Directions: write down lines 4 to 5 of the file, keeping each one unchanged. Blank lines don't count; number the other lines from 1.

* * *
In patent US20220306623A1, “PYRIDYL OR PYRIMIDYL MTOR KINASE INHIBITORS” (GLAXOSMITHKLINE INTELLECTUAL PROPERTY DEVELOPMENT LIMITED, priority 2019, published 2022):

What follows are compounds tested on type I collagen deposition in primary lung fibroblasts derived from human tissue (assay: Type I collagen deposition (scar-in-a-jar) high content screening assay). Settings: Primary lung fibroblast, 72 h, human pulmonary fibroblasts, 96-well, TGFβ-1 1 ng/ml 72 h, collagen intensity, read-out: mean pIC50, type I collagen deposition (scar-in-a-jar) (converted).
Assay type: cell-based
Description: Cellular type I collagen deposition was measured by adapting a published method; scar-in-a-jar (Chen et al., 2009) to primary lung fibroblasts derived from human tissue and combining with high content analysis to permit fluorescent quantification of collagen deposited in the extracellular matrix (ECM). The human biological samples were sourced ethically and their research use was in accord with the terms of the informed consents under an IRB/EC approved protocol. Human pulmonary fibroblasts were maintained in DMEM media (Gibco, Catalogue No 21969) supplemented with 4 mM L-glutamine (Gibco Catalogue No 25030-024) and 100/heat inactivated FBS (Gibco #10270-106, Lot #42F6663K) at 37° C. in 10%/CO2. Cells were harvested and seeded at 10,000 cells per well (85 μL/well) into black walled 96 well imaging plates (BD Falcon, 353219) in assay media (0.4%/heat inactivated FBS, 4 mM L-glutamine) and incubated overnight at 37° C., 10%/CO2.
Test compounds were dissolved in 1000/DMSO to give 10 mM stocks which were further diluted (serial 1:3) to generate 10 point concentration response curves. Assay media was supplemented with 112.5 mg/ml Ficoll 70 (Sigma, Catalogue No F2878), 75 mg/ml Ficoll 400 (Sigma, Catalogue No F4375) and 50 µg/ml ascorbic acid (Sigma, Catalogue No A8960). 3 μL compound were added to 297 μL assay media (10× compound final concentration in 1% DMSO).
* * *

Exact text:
Description: Cellular type I collagen deposition was measured by adapting a published method; scar-in-a-jar (Chen et al., 2009) to primary lung fibroblasts derived from human tissue and combining with high content analysis to permit fluorescent quantification of collagen deposited in the extracellular matrix (ECM). The human biological samples were sourced ethically and their research use was in accord with the terms of the informed consents under an IRB/EC approved protocol. Human pulmonary fibroblasts were maintained in DMEM media (Gibco, Catalogue No 21969) supplemented with 4 mM L-glutamine (Gibco Catalogue No 25030-024) and 100/heat inactivated FBS (Gibco #10270-106, Lot #42F6663K) at 37° C. in 10%/CO2. Cells were harvested and seeded at 10,000 cells per well (85 μL/well) into black walled 96 well imaging plates (BD Falcon, 353219) in assay media (0.4%/heat inactivated FBS, 4 mM L-glutamine) and incubated overnight at 37° C., 10%/CO2.
Test compounds were dissolved in 1000/DMSO to give 10 mM stocks which were further diluted (serial 1:3) to generate 10 point concentration response curves. Assay media was supplemented with 112.5 mg/ml Ficoll 70 (Sigma, Catalogue No F2878), 75 mg/ml Ficoll 400 (Sigma, Catalogue No F4375) and 50 µg/ml ascorbic acid (Sigma, Catalogue No A8960). 3 μL compound were added to 297 μL assay media (10× compound final concentration in 1% DMSO).